Installing mini-tubs, DSE Quadra Link, and more – Part 3


Plasma cutters are amazing!!  I have never seen one in action.  It truly cuts metal like butter.  The first cut was the rear frame on the driver’s side.  Matt began the cut at the bottom on the front edge and ended this section near the top of the rail.  Once it was out of the way, he then cut the rest of the rail in sections.  This was necessary in order to get the cutter in place.  I manned the ladder with a hose to douse a couple small fires in the trunk area.  The most difficult part was at the rear as the access in this area is poor.  Eventually, everthing was lying on the floor.

The plasma cutter makes remarkably clean cuts but grinding was necessary to both smooth out the cuts and prep for welding.

The replacement frame piece is made of much heavier material and is supposed to exactly fit.  Not exactly!!  Matt had to do three pie shaped cuts in order to make it fit snuggly to the body.  The last thing he did today was bevel the edges of each of these cuts to prep them for some spot welds to hold the piece in place.  After test fitting the new frame rail, Matt decided it needed one more pie cut to make it fit well.  Now that he was satisfied, he welded each of the pie cuts, supported the frame rail with floor jacks and then screwed it to the panel above for temporary fitting.

Since the next step involved cutting away some of the floor pan from inside the car, we decided it was time to apply the 3M welding paper to protect the interior and exterior.  It has a slightly adhesive back and was easy to install.

 

 

The leaf spring pockets are re-used and are a mounting point for the new suspension.  Some of the holes in the original spring pockets were distorted so Matt ordered new ones.  These pockets are held in place with three bolts using blind nuts.  Two of these nuts are mounted to the body while the third one is mounted in the frame rail.  To mount the nut in the frame rail, Matt had to cut a rectangular hole in the side of the frame rail and drill a hole in the bottom for the bolt.  Another chance to use the plasma cutter!!!  After some filing to clean up the hole, we slipped in the blind nut and bolted the spring pocket in place.

The floor pan is being cut so Matt can install a 3″x4″ frame connectors.  The price for this piece was right…FREE!!  Red Bull Racing used these pieces in constructing their cars.  To make the cars as light as possible, they would mill these pieces as thin as they could go and still be legal.  These particular pieces had been milled too much and, since they would not pass tech inspection, they gave them to Matt.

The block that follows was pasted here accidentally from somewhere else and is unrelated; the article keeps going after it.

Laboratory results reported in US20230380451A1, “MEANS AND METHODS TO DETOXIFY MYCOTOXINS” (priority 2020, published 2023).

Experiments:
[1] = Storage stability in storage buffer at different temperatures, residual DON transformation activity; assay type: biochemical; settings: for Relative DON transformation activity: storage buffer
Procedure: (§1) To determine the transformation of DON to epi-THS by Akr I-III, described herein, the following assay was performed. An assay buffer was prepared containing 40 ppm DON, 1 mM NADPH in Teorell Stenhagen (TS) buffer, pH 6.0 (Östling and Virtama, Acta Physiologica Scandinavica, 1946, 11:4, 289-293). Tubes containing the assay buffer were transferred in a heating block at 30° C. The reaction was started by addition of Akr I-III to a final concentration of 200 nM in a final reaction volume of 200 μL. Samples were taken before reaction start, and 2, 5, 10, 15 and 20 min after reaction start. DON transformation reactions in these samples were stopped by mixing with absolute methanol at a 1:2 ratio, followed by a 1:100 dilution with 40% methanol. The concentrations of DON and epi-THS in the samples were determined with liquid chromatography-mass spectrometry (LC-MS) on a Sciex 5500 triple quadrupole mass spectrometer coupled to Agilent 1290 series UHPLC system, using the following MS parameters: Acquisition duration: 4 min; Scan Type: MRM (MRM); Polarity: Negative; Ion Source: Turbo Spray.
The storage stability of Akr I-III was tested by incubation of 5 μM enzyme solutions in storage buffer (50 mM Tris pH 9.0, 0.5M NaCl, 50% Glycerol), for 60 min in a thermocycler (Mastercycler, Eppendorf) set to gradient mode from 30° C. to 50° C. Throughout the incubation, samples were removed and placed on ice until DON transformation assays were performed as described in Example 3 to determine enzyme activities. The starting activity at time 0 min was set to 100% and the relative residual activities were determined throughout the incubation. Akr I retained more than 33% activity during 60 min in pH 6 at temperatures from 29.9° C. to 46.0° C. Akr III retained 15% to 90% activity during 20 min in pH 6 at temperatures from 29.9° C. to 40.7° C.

They are perfect for frame connectors as they are very strong.  However, their size requires the floor pan to be cut and they will protrude into the back seat footwell area.  The only person who occasionally rides back there is Matt’s 11 year old son Garrett.  Matt feels Garrett can adapt to a little less footroom.  First up Matt had to enlarge the opening when the frame rail meets the body.  Eventually there will be an additional approximately 10″ 2″x2″ piece of steel installed side by side at the bottom of the frame rail for additional support.  These two pieces will perfectly match the dimensions of the frame connector and will all be welded together as one piece and then installed.

Next we had to cut some metal to make the frame connector fit.

Now we are ready to cut the floorpan.  We chalked lined the bottom for the 4″ wide hole we would need.  Since Matt was going to cut from inside the car, he drilled two holes along each side of the chalk line as guide holes.  Inside the car, he lined up a straight edge with two of the holes and clamped it in place.  This gave him his cutting line.  Out comes the plasma cutter again.  We purposely cut the hole bit by bit to make sure we did not remove any more metal than was necessary.

 

After many cutting and fitting sessions, we got to the point where we could cut the frame extender to length.  It lines up with the bottom of the frame rail and the bottom of the floor pan.  At the front it rests on top of the rear most part of the front subframe.   To make sure the front subframe could be removed in the future, Matt will weld 1/8″ steel plates on each side and the bottom to connect the front subframe to the frame connector.  Since the rear part of the front subframe steel angles towards the front of the car at the bottom, to remove the subframe, you would simply cut the center of each plate.  As Matt said, since it is so easy to cut metal with the plasma cutter, it would only take a few minutes to free the subframe from the frame connector.

Next we will tack weld the frame connector to the rear frame member, remove the frame member and connector as one piece and then weld them together.  After welding is completed, it will be time to weld everything in place.

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